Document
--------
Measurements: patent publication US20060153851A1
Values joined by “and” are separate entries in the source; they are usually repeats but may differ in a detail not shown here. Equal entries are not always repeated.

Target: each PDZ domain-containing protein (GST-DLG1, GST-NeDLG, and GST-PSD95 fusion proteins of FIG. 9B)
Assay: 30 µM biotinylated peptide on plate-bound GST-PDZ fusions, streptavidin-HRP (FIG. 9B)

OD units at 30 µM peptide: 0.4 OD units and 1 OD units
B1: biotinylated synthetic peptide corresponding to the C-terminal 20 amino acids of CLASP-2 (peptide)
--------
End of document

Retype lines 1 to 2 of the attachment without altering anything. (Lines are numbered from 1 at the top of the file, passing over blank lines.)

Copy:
Measurements: patent publication US20060153851A1
Values joined by “and” are separate entries in the source; they are usually repeats but may differ in a detail not shown here. Equal entries are not always repeated.